The Kumeyaay, also known as Tipai-Ipai or by their historical Spanish name Diegueño, is a tribe of Indigenous peoples of the Americas who live at the northern border of Baja California in Mexico and the southern border of California in the United States.
The Kumeyaay, Yuman-speaking people of Hokan stock, have lived in this region for more than 10,000 years. Today, Kumeyaay tribal members are divided into 12 separate bands: Barona, Campo, Ewiiaapaayp, Inaja-Cosmit, Jamul, LaPosta, Manzanita, Mesa Grande, San Pasqual, Santa Ysabel, Sycuan, and Viejas.
Before contact, the Kumeyaay lived along oceans and rivers. They lived in small family groups which had to move frequently to find new sources of food and water. Some of these nomadic clans were allies, others were enemies. Each clan wintered in a sheltered valley and migrated into the mountains in the spring.
Kumeyaay fished, hunted deer and other animals, and were known for basket weaving and pottery. The people had sophisticated practices of agriculture, plant and animal husbandry; maintained wild animal stocks; controlled erosion and overgrowth; built dams; created watersheds and stored groundwater.
The Kumeyaay Peoples are the Indigenous people of present -day Southern California (San Diego and western Imperial Counties) and Northern Baja California.
The Kumeyaay are not the Aztecs, although other local indigenous groups, such as the Luiseño and Cupeño, are distant Aztec relatives.
“ The Kumeyaay, referred to as Diegueño by the Spanish, were the original native inhabitants of San Diego County. The Kumeyaay, Yuman-speaking people of Hokan stock, have lived in this region for more than 10,000 years. Historically, the Kumeyaay were horticulturists and hunters and gatherers.
The tribal groupings make up the indigenous Indians of San Diego County: the Kumeyaay/Diegueño, the Payoomkawichum (Quechnajuichom/Luiseño and Acjachemen/Juaneño), the Kuupiaxchem/Cupeño, and the Cahuilla.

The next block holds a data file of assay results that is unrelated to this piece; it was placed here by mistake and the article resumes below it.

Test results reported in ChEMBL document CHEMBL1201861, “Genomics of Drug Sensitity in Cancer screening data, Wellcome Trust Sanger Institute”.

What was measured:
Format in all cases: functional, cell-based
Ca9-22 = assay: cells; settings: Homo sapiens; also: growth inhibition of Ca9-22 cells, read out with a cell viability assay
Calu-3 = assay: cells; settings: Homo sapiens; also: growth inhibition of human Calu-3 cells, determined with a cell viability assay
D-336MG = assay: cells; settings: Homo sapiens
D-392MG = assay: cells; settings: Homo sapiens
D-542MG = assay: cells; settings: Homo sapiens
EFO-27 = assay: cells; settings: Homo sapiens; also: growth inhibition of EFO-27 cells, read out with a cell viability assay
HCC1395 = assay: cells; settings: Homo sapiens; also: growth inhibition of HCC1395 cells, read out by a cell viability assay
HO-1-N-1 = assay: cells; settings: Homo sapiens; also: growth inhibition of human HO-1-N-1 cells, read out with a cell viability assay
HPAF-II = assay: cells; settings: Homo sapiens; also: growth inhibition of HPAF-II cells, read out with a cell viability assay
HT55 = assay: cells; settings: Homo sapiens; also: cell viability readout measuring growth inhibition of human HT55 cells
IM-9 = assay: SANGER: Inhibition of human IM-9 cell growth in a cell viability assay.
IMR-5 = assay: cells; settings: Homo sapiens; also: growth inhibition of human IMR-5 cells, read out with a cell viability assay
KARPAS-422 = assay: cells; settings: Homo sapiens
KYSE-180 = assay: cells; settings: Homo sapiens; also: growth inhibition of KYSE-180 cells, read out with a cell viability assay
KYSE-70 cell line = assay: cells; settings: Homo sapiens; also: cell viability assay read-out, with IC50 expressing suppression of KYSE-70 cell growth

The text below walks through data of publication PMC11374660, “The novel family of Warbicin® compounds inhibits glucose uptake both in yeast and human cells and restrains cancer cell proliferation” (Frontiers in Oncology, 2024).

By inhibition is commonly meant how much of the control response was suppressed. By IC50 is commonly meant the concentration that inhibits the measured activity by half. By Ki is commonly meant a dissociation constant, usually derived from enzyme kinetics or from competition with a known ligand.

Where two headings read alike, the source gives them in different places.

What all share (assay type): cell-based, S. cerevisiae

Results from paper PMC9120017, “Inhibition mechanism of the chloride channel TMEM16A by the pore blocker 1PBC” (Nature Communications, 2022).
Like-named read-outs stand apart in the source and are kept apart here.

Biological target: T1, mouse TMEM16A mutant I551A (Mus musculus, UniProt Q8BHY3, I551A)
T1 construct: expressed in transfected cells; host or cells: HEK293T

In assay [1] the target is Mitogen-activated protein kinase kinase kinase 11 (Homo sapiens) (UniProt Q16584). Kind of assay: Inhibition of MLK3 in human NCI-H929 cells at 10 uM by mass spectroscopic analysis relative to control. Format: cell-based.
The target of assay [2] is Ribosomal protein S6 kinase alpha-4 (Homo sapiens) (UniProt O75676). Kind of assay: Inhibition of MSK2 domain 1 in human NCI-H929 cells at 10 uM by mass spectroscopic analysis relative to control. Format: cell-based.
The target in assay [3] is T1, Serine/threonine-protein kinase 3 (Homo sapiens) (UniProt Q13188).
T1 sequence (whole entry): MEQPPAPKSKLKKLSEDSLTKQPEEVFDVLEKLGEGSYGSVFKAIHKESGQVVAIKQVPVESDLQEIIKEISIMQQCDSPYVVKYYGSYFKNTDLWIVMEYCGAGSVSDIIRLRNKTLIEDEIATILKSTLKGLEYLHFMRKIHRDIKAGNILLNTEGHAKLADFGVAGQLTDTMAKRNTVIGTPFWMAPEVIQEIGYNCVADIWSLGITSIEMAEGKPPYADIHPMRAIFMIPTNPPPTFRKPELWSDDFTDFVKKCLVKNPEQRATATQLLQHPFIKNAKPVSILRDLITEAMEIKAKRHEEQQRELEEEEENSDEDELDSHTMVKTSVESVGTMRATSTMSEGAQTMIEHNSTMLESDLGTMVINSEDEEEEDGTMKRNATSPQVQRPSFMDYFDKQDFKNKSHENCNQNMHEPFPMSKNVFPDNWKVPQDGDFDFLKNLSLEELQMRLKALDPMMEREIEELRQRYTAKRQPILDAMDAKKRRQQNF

Kumeyaay shelters were called ‘ewaa. The ‘ewaa were dome-shaped and were made of poles that were covered with grass, brush, or bark. There was one door and one hole in the roof that allowed smoke to escape. They slept on mats made of tule reeds and used blankets made of rabbit skin.
THE FOUR INDIGENOUS TRIBES native to the County of San Diego include: CAHUILLA, CUPENO, LUISENO, and KUMEYAAY (aka Iipay-Tipay-Diegueño).
Kumeyaay women wore willow bark skirts while the men usually wore no clothing, only a woven agave belts to hold tools for hunting and gathering. They sometimes wore agave fiber sandals over rocky or thorny areas but usually went barefoot. In cold weather men and women wore a rabbit fur blanket.
Religious Beliefs. The Kumeyaay worshiped a high god and his prophet, Kuuchamaa, who taught moral rules and proper behavior. Eagles, red-tailed hawks, and ravens were messengers between chiefs and God. Lesser spirits in all living things were placated by rituals.
Kumeyaay Land Acknowledgement The university was built on the unceded territory of the Kumeyaay Nation. Today, the Kumeyaay people continue to maintain their political sovereignty and cultural traditions as vital members of the San Diego Community.
KERE AT THE TURN OF THE 21ST CENTURY the 12 surviving North American Kumeyaay bands in the United States are recognized by the federal government as SOVEREIGN TRIBAL GOVERNMENTS. Four Kumeyaay tribal communities survive south of the border in Baja California, Mexico.
The Kumeyaay tribe calls San Diego home. Highway 8 that runs near campus is named after the Kumeyaay, and San Diego State is actually located on Kumeyaay ancestral lands.
The Luiseño or Payómkawichum are an indigenous people of California who, at the time of the first contacts with the Spanish in the 16th century, inhabited the coastal area of southern California, ranging 50 miles (80 km) from the present-day southern part of Los Angeles County to the northern part of San Diego County,